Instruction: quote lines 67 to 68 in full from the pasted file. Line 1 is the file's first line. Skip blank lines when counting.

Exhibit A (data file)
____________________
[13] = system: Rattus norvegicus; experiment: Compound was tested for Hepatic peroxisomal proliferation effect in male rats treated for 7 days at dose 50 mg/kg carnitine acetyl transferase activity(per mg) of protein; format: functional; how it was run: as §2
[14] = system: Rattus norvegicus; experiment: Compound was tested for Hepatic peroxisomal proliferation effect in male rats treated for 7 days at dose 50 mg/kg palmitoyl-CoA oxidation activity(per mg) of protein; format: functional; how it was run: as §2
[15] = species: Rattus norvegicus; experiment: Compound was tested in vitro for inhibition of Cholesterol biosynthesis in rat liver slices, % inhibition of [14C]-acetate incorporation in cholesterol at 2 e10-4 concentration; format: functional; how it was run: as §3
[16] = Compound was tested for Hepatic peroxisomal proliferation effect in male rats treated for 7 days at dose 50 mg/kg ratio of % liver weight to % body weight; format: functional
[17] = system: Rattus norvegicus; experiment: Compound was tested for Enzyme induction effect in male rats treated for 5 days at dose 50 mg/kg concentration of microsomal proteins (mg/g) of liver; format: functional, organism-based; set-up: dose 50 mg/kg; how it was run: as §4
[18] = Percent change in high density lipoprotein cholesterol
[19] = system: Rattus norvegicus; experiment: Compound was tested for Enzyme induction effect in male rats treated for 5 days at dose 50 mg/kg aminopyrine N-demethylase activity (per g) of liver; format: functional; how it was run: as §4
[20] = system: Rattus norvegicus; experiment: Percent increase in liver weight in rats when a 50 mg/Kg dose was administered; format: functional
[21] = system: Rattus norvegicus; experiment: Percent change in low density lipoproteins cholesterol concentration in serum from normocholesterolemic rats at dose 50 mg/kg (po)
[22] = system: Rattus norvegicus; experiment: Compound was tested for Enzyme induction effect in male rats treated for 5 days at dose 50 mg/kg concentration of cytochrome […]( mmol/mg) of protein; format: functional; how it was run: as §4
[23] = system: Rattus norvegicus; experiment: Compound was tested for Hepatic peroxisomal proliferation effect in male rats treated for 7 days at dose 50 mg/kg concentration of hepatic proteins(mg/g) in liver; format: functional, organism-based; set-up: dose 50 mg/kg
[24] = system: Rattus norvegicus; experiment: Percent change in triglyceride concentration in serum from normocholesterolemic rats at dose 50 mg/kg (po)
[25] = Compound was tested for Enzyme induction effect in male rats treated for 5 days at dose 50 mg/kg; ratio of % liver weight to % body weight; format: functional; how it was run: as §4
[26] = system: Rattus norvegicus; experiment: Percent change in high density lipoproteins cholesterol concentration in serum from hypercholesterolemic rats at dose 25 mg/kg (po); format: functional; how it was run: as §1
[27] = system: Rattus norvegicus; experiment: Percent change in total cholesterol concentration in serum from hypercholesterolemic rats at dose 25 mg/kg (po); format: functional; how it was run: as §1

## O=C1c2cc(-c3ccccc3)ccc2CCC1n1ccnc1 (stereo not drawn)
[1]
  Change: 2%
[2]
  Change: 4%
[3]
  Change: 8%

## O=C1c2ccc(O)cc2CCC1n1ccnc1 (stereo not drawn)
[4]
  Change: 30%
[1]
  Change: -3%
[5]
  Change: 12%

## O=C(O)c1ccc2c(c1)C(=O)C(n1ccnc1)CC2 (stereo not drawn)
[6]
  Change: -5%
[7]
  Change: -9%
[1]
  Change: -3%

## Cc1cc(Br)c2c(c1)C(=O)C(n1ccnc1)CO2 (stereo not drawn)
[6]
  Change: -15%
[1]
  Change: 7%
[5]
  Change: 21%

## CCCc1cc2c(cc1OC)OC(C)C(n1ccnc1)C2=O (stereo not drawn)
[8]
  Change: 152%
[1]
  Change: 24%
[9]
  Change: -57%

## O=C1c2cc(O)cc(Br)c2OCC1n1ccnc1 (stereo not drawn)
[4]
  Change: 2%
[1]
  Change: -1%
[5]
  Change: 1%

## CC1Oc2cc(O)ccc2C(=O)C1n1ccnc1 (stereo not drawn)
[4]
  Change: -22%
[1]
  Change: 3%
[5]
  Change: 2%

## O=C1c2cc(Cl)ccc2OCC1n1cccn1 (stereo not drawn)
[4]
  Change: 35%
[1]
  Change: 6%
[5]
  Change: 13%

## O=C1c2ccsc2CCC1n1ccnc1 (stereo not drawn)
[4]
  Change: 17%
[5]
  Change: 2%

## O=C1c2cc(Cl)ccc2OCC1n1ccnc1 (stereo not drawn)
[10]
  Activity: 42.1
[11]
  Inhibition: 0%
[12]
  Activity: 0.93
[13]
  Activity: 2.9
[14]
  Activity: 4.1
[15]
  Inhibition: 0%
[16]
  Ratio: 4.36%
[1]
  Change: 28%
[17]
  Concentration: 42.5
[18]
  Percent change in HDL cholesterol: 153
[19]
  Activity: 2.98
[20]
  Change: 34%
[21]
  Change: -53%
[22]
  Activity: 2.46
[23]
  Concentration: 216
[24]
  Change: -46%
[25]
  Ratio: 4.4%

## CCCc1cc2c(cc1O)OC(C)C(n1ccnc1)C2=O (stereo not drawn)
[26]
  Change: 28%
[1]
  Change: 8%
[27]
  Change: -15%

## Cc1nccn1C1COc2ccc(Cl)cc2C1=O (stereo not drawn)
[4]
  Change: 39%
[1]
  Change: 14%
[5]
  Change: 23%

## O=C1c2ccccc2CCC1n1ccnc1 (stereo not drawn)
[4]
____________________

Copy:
  Change: 35%
[1]